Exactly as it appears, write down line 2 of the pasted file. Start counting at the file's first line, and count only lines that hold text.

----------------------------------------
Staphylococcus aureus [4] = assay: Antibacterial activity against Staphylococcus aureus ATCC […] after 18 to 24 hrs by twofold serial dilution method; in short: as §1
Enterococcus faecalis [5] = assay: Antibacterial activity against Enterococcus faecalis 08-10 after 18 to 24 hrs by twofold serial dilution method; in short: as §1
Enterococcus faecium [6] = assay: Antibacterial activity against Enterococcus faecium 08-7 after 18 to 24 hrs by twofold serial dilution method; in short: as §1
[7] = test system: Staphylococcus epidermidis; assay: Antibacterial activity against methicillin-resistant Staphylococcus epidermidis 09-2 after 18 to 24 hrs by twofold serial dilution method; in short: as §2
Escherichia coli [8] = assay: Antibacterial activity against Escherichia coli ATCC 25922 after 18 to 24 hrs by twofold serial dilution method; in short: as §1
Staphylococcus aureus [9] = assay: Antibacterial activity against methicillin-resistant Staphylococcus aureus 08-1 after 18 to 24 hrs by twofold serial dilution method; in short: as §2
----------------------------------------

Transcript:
Enterococcus faecalis [5] = assay: Antibacterial activity against Enterococcus faecalis 08-10 after 18 to 24 hrs by twofold serial dilution method; in short: as §1